Long-term fixed bond rates rise | moneyfacts.co.uk

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Lieke Braadbaart

Online Writer
Published: 20/02/2017
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Those who remember the 'good old days' of (much more) impressive savings rates and interest firmly above inflation may not be too impressed to hear that the average long-term fixed bond rate has risen by 0.05% to 1.30% this month, but it is the first time such a significant rate rise has occurred since October 2015, so that's at least worth a small celebration.

The figures, taken from our latest UK Savings Trends report, which is due to be published tomorrow, show that the long-term fixed rate (excluding ISAs) has fallen by a whopping 0.73% since February 2016, from an average of 2.03% to 1.30%, as competition in the market steadily reduced throughout last year. Even around the time of the base rate cut in August the long-term average had already decreased to 1.56%, showing that savings providers have been reluctant to make themselves attractive to savers for some time now.

So where did this latest increase come from? The big banks remain reluctant, thanks in part to the continuation of the term funding scheme, so it's down to the challenger banks to compete for the top of the Best Buys. Charlotte Nelson, finance expert at Moneyfacts, explains: "The increased presence of challenger banks has been driving the boost in the average rate, with rate increases and launches outweighing cuts for the first time in 15 months.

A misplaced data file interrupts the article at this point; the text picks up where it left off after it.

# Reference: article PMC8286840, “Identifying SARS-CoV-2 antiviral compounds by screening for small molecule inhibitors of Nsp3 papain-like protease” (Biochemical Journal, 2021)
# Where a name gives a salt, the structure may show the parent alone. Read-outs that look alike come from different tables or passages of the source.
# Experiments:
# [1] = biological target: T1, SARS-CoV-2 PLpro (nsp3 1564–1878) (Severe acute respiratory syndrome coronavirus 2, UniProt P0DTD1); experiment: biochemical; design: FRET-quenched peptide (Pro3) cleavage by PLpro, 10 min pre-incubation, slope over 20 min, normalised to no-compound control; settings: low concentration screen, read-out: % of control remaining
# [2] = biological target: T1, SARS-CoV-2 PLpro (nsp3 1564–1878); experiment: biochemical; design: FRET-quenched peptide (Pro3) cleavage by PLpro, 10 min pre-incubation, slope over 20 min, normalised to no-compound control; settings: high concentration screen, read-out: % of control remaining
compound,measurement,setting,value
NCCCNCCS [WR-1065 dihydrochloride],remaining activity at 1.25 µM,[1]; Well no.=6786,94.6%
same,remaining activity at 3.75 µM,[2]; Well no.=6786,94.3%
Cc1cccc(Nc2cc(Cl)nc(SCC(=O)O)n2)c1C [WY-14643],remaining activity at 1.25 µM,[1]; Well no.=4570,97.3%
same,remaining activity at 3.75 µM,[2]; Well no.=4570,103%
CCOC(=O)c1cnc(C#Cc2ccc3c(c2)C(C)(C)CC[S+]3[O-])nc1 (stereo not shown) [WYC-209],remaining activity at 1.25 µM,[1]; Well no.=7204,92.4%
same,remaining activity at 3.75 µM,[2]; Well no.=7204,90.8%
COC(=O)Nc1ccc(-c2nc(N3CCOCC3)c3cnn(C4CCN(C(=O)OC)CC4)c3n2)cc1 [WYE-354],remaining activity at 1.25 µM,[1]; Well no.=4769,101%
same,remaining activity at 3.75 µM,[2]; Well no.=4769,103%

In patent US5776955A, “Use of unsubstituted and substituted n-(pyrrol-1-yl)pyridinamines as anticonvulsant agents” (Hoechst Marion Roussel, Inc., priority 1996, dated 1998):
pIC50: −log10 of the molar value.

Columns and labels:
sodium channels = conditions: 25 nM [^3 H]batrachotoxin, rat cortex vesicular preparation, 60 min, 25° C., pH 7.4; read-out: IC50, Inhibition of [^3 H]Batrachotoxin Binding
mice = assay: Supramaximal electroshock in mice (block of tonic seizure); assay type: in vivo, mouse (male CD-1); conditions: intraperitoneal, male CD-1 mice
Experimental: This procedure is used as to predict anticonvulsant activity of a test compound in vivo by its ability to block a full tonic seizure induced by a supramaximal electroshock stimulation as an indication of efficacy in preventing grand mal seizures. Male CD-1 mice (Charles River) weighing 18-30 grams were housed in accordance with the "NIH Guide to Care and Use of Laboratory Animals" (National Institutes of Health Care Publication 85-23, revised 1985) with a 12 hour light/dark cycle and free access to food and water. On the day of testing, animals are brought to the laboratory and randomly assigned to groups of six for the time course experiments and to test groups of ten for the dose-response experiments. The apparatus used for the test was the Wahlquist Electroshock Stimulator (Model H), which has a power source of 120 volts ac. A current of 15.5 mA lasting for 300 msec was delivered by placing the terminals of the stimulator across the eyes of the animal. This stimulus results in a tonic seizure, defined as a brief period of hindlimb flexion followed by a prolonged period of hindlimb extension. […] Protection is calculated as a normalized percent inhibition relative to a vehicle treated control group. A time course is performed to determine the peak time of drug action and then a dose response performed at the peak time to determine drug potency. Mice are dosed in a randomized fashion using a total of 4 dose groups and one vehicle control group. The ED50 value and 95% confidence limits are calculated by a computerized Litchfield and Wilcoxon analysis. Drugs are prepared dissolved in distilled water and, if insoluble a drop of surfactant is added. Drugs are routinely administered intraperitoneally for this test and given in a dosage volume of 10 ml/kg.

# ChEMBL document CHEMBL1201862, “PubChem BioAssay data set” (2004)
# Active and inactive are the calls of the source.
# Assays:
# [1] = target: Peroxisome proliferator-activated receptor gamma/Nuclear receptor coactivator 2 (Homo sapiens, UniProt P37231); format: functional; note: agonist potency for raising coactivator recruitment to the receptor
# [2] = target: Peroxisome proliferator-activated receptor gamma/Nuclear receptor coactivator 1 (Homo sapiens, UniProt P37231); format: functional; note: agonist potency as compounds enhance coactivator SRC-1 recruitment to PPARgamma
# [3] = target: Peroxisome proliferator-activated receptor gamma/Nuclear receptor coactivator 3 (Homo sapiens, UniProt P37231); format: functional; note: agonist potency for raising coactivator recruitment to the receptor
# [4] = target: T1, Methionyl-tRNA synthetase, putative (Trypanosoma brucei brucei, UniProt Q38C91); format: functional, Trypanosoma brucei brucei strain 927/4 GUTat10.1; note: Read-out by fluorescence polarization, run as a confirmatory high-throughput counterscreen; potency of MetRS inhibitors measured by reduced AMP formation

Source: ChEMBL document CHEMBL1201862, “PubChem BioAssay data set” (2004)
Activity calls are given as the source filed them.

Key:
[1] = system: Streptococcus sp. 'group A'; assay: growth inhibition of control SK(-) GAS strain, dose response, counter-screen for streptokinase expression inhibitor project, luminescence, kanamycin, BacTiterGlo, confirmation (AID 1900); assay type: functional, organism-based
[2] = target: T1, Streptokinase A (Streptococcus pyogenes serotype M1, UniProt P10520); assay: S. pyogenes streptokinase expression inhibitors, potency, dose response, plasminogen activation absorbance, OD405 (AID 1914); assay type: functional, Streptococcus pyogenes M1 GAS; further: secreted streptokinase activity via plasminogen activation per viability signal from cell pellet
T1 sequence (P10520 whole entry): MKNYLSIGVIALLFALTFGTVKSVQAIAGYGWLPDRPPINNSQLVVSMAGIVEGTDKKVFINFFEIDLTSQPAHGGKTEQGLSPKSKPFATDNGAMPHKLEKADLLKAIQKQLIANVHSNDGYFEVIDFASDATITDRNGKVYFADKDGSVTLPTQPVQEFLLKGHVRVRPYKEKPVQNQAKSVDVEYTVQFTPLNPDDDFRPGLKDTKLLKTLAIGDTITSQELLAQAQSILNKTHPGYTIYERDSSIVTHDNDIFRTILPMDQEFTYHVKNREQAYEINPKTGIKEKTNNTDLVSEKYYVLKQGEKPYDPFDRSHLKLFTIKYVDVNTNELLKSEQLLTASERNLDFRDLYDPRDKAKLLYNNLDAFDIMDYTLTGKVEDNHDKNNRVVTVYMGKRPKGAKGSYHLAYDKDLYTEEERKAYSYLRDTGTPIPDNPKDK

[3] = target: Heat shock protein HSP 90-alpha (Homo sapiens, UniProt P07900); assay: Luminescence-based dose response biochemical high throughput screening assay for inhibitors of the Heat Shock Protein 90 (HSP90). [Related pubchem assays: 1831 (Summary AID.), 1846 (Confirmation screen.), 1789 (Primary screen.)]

"These banks are still relative newcomers and so with no brand name as such to trade off the best way to get savers' attention is to offer the best rates. These banks need to continue to remain competitive, as when a tranche of bonds matures, they do not want a substantial majority of their savings book to go elsewhere."

And indeed, if you've been keeping an eye on the savings Best Buys of late, you will have noticed that there is more movement than there has been for months, with providers not only improving rates and launching new products to get to the top of the charts, but others also reacting by bumping up their own rates to match or excel. But why is this happening now?

"With many savers waiting for the NS&I three-year fixed bond, expected to be announced in the spring, many of these providers know that they will likely be unable to compete with the predicted rate of 2.20%. Instead, they are choosing to attract customers now to pre-empt this," Charlotte says.

This behaviour is causing a micro-market to form, with the main banks being left in the dust by the challengers eager to sign up more savers and keep the ones they already have. And given that the UK challenger banks should all be covered by the Financial Services Compensation Scheme, with similar safeguards in place for their foreign counterparts, there's no harm in looking at the Best Buy charts to see if a challenger has a rate worthy of your investment.

As Charlotte points out: "Whilst this [rate increase] is positive news, savers are still battling rising inflation, so they will have to remain vigilant to get the best possible return on their savings." With no indication of whether or not these rate rises will continue, if you come across a decent rate in the savings charts, it's still a good policy to sign on sooner rather than later, before it has a chance to disappear again.


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